The buzzphrase-du-jour in the right side of the national dialogue these days seems to be “Elections have consequences.” These words are brandished in the general direction of Democrats and liberals who have the temerity to ask questions about President Bush’s choice to replace Sandra O’Connor on the Supreme Court. The implication is that, having re-elected President Bush in 2004, the American people — even the 59 million (48 percent, for 252 of 270 electoral votes) who voted for the other guy — should now return to their homes, shut up, and let the Republicans have everything they demand.
The debate over John G. Roberts will proceed nonetheless, as it should; the Senate will ask questions, as the Constitution says it must. At the end of it all, it seems extraordinarily likely that Roberts will be confirmed. Unless there’s a video store somewhere that has records of some hitherto unknown proclivity on the nominee’s part for an unAmerican sexual practice of some sort (and that store’s owner doesn’t like Roberts), or some other skeleton comes crashing out of the man’s closet, there doesn’t seem to be much basis for the Democrats to unite to oppose him. Since his paper trail is limited, we won’t really know what kind of justice he’ll be until he’s on the court. By then, of course, it will be too late — too late for the conservatives to say, whoops, we just got another Kennedy or Souter, should he prove to be less radical than they wish; more likely, too late for the liberals should his conservatism prove as dependable and far-reaching as those of President Bush’s favorite justices, Scalia and Thomas.
If the consequences of the Roberts appointment and the almost inevitable second Bush Supreme Court appointment are to uproot significant tracts of Supreme Court precedent; if we see the Court writing a growing pile of blank checks to the executive branch in the “war on terror”; if the rights of individuals continue to be dismantled in favor of the rights of businesses; if environmental regulations and other protections of citizens’ health and welfare are struck down on the basis of originalist constitutional arguments — if all of that happens, I imagine, Democrats and liberals will be upset, things will get worse in the U.S., but political life will proceed as before. But if the Bush appointments result, as they might well, in the overturning of Roe v. Wade, I think we might be in for some “consequences.”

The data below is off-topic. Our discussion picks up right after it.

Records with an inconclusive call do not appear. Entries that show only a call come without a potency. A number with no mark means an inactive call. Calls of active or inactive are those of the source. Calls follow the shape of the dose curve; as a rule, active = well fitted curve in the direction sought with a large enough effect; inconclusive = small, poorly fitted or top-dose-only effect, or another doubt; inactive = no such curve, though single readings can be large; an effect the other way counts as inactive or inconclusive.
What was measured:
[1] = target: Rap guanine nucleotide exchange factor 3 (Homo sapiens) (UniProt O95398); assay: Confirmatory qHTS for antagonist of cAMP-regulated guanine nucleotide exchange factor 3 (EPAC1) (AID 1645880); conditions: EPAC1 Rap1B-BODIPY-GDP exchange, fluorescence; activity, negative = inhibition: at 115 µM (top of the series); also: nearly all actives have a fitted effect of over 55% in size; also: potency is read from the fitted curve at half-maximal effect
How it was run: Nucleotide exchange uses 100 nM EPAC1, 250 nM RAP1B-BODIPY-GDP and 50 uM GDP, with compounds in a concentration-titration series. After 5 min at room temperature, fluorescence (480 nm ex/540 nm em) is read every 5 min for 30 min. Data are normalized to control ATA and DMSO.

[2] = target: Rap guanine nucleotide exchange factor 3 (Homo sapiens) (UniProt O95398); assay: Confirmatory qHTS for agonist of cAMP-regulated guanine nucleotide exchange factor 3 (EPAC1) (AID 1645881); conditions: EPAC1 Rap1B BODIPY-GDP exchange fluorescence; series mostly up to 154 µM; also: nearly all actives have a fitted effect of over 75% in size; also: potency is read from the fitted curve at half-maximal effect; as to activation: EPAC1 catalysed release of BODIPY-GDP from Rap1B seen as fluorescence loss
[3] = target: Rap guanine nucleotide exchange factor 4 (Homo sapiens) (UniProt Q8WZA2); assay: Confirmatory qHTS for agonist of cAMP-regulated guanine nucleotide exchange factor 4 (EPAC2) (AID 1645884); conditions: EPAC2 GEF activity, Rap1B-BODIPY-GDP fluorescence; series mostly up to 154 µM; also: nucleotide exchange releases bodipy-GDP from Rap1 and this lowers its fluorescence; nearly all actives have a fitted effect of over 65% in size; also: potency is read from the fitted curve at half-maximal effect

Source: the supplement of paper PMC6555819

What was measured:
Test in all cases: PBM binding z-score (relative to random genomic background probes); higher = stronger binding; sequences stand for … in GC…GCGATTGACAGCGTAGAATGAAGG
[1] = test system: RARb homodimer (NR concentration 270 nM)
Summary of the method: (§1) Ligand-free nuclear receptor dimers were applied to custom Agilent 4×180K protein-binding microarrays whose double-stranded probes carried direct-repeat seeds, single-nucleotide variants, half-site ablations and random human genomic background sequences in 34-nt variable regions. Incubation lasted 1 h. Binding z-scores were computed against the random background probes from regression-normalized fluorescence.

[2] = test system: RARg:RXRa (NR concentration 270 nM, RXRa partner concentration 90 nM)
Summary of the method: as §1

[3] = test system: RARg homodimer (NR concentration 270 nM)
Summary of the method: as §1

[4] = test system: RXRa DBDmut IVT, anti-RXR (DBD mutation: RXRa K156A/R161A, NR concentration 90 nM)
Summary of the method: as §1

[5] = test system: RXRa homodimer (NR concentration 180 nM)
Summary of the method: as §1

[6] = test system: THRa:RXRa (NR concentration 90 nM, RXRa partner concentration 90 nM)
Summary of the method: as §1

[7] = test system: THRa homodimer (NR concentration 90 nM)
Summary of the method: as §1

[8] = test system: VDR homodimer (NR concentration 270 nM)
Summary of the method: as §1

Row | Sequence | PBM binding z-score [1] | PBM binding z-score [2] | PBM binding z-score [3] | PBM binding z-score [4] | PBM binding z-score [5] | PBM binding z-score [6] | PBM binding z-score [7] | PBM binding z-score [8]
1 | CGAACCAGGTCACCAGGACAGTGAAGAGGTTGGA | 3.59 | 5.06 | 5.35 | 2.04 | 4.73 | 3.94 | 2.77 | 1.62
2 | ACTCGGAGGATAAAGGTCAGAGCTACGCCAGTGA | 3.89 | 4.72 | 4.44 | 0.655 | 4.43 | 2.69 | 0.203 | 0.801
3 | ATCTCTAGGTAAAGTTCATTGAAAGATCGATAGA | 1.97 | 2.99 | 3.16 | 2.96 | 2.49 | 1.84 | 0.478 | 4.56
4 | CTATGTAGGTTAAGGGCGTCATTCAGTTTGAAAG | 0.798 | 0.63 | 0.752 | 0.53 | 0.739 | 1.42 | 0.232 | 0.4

The conservative movement has deluded itself that its extremist anti-abortion stance is shared by the majority of Americans. Those of us on the other side believe that the majority of Americans continue to think decisions about pregnancies are best left in the hands of individual women, not courts and politicians. (Polls? Well, they tend to vary depending on the wording of the question, so you can really push them in any direction you want.)
If Roe goes down, then I think it’s quite possible that a wide slice of American voters who think of themselves as moderates, and who bought into the Bush/Rove positioning of the Bush Administration as essentially centrist, will finaly wake up and understand that they bought a Republican pig in a poke — that their votes for Bush and for other Republicans of his generation have ushered in an era of radical cultural overreaching on the part of religious conservatives, whose agenda is anything but mainstream. We’d have to wait until 2006, or 2008, maybe even beyond, for such awareness to “have consequences” — even longer, certainly, to restore the Supreme Court itself to some kind of balance. But those consequences could be potent and lasting.
I am not arguing that Democrats should welcome a decision overturning Roe because it will galvanize support for them; there’s too much at stake in individual lives and families for anyone with a heart to embrace that sort of intensify-the-contradictions thinking. But it’s time for those of us in the opposition to think about what happens when conservative state legislatures start outlawing abortion. Elections have consequences, indeed.